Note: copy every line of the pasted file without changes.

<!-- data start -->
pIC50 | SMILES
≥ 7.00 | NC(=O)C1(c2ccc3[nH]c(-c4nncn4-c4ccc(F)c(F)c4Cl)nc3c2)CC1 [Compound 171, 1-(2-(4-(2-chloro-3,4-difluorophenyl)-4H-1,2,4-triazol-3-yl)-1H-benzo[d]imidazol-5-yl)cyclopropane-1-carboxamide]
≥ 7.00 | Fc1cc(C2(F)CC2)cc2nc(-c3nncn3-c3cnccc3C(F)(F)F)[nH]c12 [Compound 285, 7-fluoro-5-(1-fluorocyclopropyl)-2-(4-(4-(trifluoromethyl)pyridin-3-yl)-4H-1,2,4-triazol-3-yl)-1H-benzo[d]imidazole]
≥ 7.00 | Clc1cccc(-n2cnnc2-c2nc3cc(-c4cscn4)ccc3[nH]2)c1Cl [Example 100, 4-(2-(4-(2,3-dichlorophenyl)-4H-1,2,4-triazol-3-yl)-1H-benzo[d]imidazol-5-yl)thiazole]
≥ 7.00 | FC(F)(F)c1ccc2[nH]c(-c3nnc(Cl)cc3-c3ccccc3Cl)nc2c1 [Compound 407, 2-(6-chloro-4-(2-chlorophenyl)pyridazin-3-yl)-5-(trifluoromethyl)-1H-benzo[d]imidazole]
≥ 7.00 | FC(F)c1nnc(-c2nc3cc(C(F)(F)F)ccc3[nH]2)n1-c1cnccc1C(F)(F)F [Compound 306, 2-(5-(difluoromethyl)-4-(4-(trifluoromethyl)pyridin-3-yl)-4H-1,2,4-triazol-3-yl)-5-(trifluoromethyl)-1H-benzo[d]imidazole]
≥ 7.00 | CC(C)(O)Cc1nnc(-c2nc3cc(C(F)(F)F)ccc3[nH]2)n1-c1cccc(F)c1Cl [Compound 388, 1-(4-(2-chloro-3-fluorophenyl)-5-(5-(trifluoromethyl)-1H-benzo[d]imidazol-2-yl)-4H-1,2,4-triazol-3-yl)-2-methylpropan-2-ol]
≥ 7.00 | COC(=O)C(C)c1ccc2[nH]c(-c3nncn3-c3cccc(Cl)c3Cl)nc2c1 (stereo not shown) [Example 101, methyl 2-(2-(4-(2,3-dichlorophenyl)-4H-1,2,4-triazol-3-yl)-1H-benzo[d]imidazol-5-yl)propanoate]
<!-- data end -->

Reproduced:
pIC50 | SMILES
≥ 7.00 | NC(=O)C1(c2ccc3[nH]c(-c4nncn4-c4ccc(F)c(F)c4Cl)nc3c2)CC1 [Compound 171, 1-(2-(4-(2-chloro-3,4-difluorophenyl)-4H-1,2,4-triazol-3-yl)-1H-benzo[d]imidazol-5-yl)cyclopropane-1-carboxamide]
≥ 7.00 | Fc1cc(C2(F)CC2)cc2nc(-c3nncn3-c3cnccc3C(F)(F)F)[nH]c12 [Compound 285, 7-fluoro-5-(1-fluorocyclopropyl)-2-(4-(4-(trifluoromethyl)pyridin-3-yl)-4H-1,2,4-triazol-3-yl)-1H-benzo[d]imidazole]
≥ 7.00 | Clc1cccc(-n2cnnc2-c2nc3cc(-c4cscn4)ccc3[nH]2)c1Cl [Example 100, 4-(2-(4-(2,3-dichlorophenyl)-4H-1,2,4-triazol-3-yl)-1H-benzo[d]imidazol-5-yl)thiazole]
≥ 7.00 | FC(F)(F)c1ccc2[nH]c(-c3nnc(Cl)cc3-c3ccccc3Cl)nc2c1 [Compound 407, 2-(6-chloro-4-(2-chlorophenyl)pyridazin-3-yl)-5-(trifluoromethyl)-1H-benzo[d]imidazole]
≥ 7.00 | FC(F)c1nnc(-c2nc3cc(C(F)(F)F)ccc3[nH]2)n1-c1cnccc1C(F)(F)F [Compound 306, 2-(5-(difluoromethyl)-4-(4-(trifluoromethyl)pyridin-3-yl)-4H-1,2,4-triazol-3-yl)-5-(trifluoromethyl)-1H-benzo[d]imidazole]
≥ 7.00 | CC(C)(O)Cc1nnc(-c2nc3cc(C(F)(F)F)ccc3[nH]2)n1-c1cccc(F)c1Cl [Compound 388, 1-(4-(2-chloro-3-fluorophenyl)-5-(5-(trifluoromethyl)-1H-benzo[d]imidazol-2-yl)-4H-1,2,4-triazol-3-yl)-2-methylpropan-2-ol]
≥ 7.00 | COC(=O)C(C)c1ccc2[nH]c(-c3nncn3-c3cccc(Cl)c3Cl)nc2c1 (stereo not shown) [Example 101, methyl 2-(2-(4-(2,3-dichlorophenyl)-4H-1,2,4-triazol-3-yl)-1H-benzo[d]imidazol-5-yl)propanoate]